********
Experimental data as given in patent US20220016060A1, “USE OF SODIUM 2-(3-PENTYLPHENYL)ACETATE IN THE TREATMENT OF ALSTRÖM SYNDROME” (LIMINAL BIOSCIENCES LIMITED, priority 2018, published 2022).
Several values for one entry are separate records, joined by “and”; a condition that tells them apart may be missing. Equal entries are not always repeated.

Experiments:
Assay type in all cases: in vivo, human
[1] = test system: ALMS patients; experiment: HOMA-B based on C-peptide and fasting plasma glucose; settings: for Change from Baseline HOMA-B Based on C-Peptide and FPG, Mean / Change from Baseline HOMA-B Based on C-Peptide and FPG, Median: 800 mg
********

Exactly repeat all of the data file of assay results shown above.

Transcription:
Experimental data as given in patent US20220016060A1, “USE OF SODIUM 2-(3-PENTYLPHENYL)ACETATE IN THE TREATMENT OF ALSTRÖM SYNDROME” (LIMINAL BIOSCIENCES LIMITED, priority 2018, published 2022).
Several values for one entry are separate records, joined by “and”; a condition that tells them apart may be missing. Equal entries are not always repeated.

Experiments:
Assay type in all cases: in vivo, human
[1] = test system: ALMS patients; experiment: HOMA-B based on C-peptide and fasting plasma glucose; settings: for Change from Baseline HOMA-B Based on C-Peptide and FPG, Mean / Change from Baseline HOMA-B Based on C-Peptide and FPG, Median: 800 mg